Low vitamin-D genes linked to MS

People genetically prone to low vitamin-D levels are at increased risk of multiple sclerosis, a large study suggests.

The findings, based on the DNA profiles of tens of thousands of people, add weight to the theory that the sunshine vitamin plays a role in MS.

Scientists are already testing whether giving people extra vitamin D might prevent or ease MS.

It is likely that environmental and genetic factors are involved in this disease of the nerves in the brain and spinal cord, they say.

And if you think you may not be getting sufficient vitamin D from sunlight or your diet, you should discuss this with your doctor. Taking too much vitamin D can also be dangerous.

Vitamin D

  • Is important for healthy bones
  • We make it in our skin when we are exposed to sunlight, but some of it comes from our diet
  • Good food sources include oily fish, eggs, fortified breakfast cereals and fortified fat spreads
  • Some people - the elderly, pregnant and breastfeeding women, babies, children under the age of five, and those who do not get much sun - may not get enough and need supplements

Research around the world already shows MS is more common in less sunny countries, further from the equator.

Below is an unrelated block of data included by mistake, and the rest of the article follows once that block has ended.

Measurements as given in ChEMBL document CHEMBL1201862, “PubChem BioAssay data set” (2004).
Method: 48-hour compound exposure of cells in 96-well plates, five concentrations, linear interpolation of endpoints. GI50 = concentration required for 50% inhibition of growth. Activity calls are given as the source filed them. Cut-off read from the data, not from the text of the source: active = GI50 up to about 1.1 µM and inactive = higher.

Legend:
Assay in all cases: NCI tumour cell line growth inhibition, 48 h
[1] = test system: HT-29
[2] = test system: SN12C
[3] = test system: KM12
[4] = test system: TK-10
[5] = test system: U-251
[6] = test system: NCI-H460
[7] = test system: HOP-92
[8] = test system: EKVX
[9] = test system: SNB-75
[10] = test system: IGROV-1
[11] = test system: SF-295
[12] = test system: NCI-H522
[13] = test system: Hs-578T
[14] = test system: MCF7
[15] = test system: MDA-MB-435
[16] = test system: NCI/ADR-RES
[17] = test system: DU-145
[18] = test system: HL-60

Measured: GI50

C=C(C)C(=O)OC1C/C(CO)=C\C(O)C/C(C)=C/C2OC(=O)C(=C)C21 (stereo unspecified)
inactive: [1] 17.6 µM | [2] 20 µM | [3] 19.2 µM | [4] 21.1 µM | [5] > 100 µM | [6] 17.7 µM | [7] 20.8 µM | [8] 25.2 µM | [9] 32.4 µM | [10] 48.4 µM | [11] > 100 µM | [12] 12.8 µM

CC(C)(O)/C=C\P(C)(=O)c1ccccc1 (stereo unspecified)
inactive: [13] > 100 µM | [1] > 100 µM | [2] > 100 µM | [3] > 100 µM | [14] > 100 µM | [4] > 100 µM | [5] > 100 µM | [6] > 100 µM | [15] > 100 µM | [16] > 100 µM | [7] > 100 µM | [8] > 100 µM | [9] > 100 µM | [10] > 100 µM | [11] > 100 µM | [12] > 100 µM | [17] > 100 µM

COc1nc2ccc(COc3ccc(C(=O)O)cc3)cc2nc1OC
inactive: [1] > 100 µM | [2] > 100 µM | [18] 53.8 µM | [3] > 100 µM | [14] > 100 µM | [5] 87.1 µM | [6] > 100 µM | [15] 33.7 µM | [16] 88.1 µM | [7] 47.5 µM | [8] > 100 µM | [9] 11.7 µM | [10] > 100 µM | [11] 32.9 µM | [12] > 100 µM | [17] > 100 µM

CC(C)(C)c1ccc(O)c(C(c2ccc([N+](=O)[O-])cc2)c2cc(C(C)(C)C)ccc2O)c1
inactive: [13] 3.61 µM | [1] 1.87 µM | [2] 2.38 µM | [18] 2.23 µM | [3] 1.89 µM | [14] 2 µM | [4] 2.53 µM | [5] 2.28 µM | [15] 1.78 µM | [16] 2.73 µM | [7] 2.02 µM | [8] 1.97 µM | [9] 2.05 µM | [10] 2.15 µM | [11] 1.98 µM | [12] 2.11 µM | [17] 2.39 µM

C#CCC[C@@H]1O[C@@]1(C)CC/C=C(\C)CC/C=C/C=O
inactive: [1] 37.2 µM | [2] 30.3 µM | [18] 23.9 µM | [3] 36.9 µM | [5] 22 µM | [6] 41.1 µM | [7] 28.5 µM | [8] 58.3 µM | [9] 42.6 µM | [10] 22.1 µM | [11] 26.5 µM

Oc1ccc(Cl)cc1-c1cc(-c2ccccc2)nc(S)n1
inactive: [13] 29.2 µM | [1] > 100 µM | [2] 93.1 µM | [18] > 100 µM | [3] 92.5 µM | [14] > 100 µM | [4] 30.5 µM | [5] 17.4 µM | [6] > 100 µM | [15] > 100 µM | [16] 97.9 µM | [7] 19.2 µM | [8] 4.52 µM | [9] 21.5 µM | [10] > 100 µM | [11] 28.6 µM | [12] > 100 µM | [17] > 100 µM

The findings indicated people with lower blood levels of a marker of vitamin D, due to their genetic predisposition, were significantly more likely to have MS than individuals without these genes.

Dr Susan Kohlhaas, said: "There are many unanswered questions around what causes MS, so this large scale study is an exciting step towards understanding more about the complex nature of the genetic and environmental factors that contribute to it.

"There are guidelines around how much vitamin D people should take, and taking too much can lead to side-effects, so we'd encourage people to talk to their health professional if they're thinking of doing this.

Immunologist Prof Danny Altmann, said: "Vitamin D is relatively cheap, safe and many of us would be all the healthier if we could achieve the serum levels that our ancient ancestors presumably acquired when roaming outdoors in temperate climates, unclothed and eating a diverse diet including oily fish.

"While it may be too much to expect therapeutic vitamin D to treat or reverse ongoing MS, this research will add to the weight of argument for routine vitamin-D supplementation of foodstuffs as a broad, preventative, public health measure."


Source: BBC